I tried to make a small contribution to improving the social media literacy of the broader public with my recent book Blogging and Tweeting Without Getting Sued (Pearson, 2012) – where I attempted to summarise and exemplify the legal risks for bloggers and social media users internationally. The core message was that we are all now publishers in the eyes of the law when we publish a blog or post to a social media platform and we are subject to the laws that have affected journalists and publishers for hundreds of years. Further, the instantaneous and global nature of the media mean that we are the subject of laws internationally, particularly if we choose to travel to a place where our posts might have broken the law or infringed upon someone’s rights. These include the laws of defamation, contempt of court, intellectual property, confidentiality, discrimination and national security. The book included examples of all. I mentioned the juror Joanne Fraill who was jailed for contempt of court for friending the accused on Facebook (p. 45). The book also talks about lawyer Tad DiBiase posted a Denver Post article to his nobodymurdercases.com criminal law blog and found himself being sued for breach of copyright (pp. xiii – xiv). Then there was 16-year-old Texan teenager Alison Chang who flashed a ‘V’ sign in a travel snap taken by her church youth counsellor. Her image was lifted from Flickr and posted on a bus stop on the other side of the world as part of a Virgin Mobile advertising campaign, triggering an international legal action by her parents over privacy, libel, contract, negligence, and copyright. Virgin had put the caption ‘Free text virgin to virgin’ right under the teenager’s image (p.1). The platforms are configured so you think you are just corresponding with your cosy group of social media friends – all with a shared sense of humour or sarcasm – when in reality your remarks can go viral and get picked up by the mainstream media. Up-and-coming fashion designer Dawn Simorangkir was delighted when she was asked to create some clothing for Courtney Love but ended up getting $430,000 in defamation damages from the rock celebrity after she angered Love by sending her an invoice. The troubled star had fired off scores of blog and Twitter rants, accusing the designer of being a thief, burglar, felon, drug addict, prostitute, embezzler, cocaine dealer and an unfit mother. Love issued an unconditional apology as part of a mediated court settlement, only to be sued by her former lawyers over another series of tweets where she had claimed they had taken a bribe (p.19).
Sometimes even fun turns sour – and it is alarming when it involves children. A satirical swipe at redheads on the Simpsons television series prompted a 14-year-old Canadian boy to set up a Facebook ‘Kick a Ginger’ campaign, rapidly ‘friended’ by more than 5000 fans. Dozens of children posted comments on the page claiming to have attacked redheads (p. 128). Brisbane ‘troll’ Bradley Hampson served 220 days in jail in 2011 for plastering obscene images and comments on Facebook tribute pages dedicated to the memory of two children who had died in tragic circumstances. Sadly, Hampson was a 29-year-old with autism and had already been convicted of a similar offence three years earlier (p. 219).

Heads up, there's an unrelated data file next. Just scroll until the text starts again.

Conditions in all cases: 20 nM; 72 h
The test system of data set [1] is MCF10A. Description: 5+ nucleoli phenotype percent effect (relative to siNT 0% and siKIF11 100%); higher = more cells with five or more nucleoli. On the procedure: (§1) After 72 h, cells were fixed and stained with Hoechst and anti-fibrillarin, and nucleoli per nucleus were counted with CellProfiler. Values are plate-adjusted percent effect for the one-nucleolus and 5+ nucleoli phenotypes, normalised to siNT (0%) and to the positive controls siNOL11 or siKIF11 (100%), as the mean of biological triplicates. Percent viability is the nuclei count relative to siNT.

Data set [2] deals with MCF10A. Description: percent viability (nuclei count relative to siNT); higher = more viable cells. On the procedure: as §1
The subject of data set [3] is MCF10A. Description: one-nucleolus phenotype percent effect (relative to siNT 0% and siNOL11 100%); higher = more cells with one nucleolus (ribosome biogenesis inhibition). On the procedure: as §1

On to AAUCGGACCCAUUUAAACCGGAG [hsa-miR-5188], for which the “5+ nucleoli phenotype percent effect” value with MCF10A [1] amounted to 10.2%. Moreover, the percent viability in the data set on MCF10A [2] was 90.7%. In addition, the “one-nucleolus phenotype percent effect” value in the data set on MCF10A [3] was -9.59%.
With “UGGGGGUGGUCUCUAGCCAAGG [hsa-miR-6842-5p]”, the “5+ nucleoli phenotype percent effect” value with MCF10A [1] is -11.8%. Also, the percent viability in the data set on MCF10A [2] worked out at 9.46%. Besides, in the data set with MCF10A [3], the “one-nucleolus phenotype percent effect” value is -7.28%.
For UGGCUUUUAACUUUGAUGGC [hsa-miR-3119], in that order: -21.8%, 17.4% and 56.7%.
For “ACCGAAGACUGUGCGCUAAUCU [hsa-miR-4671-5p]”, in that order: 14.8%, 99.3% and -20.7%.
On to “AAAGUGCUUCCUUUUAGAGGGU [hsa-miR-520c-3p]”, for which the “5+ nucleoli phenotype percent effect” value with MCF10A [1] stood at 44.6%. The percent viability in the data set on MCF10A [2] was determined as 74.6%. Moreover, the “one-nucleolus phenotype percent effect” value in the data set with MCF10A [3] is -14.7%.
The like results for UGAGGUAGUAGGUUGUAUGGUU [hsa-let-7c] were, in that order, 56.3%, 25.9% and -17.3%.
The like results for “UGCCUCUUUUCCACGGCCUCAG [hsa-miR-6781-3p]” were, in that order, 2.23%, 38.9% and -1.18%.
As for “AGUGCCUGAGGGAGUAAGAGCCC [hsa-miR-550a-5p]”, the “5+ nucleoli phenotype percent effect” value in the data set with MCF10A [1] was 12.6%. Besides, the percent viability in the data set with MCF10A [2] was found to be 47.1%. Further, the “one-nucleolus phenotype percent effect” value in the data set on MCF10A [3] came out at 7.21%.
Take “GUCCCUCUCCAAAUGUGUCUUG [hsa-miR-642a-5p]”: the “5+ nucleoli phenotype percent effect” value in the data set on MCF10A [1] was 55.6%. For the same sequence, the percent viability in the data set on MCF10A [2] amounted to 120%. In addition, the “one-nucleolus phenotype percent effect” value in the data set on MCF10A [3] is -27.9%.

There have been numerous other examples of celebrities and ordinary citizens getting into legal strife over their posts since my book was published. ‘Human headline’ Derryn Hinch is due to face trial next month over contempt of court charges stemming from blog and Twitter comments he made about the Melbourne murder of Irish woman Jill Meagher (ABC, 2013). Test cricketer David Warner was fined by Cricket Australia over a Twitter rant against two journalists (Otto, 2013). And federal Labor MP Mike Kelly is being sued for defamation over a tweet accusing Liberal pollsters Linton Crosby and Mark Textor of the practice of ”push polling” (Maley, 2013).
Why does such behaviour continue?
Researchers internationally are attempting to fathom the crucial question of why people – particularly celebrities whose public images are so crucial to their sponsorship deals – continue to let down their guard and publish comments and images on social media that they would never offer publicly to the mainstream media.
The cognitive factors inherent in this are for the behavioural science researchers to investigate. A strong hypothesis is that the very raison d’etre of the social media platform – gathering with friends to chat, gossip, joke and share just as you would in a pub or café – is so absorbing that it is difficult to remind oneself in the midst of an evolving conversation that you are likely publishing the material beyond the narrow friendship circle you imagine. Add to this mix the statistics on substance abuse and mental illness. According to the 2010 National Drug Strategy household survey, one in five Australians aged 14 years or over were categorised as ‘risky drinkers’ (AIHW, 2011, p.51) and one in 20 Australians reported having used an illicit drug in the past week (p. 85). Also, one fifth of adult Australians experience the symptoms of mental disorder every year according to another Australian Institute of Health and Welfare report (2010, p. iii). All this amounts to the statistical reality that at any moment on social media there will inevitably be people publishing material in a state not conducive to sober, reflective, considered authorship.